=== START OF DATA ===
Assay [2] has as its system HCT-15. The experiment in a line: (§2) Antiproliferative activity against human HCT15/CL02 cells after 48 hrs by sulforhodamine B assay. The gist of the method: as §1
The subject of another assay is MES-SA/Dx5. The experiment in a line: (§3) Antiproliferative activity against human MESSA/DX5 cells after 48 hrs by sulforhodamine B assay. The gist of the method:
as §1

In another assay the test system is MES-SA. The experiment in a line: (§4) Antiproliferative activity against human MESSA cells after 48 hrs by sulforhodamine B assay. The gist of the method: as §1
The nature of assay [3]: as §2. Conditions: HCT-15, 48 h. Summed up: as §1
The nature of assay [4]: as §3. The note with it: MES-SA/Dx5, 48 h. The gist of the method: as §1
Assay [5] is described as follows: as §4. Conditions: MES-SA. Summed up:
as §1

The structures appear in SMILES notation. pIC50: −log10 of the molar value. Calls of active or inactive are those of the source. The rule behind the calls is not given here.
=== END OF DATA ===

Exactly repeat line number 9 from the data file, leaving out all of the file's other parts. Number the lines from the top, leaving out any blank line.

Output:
The structures appear in SMILES notation. pIC50: −log10 of the molar value. Calls of active or inactive are those of the source. The rule behind the calls is not given here.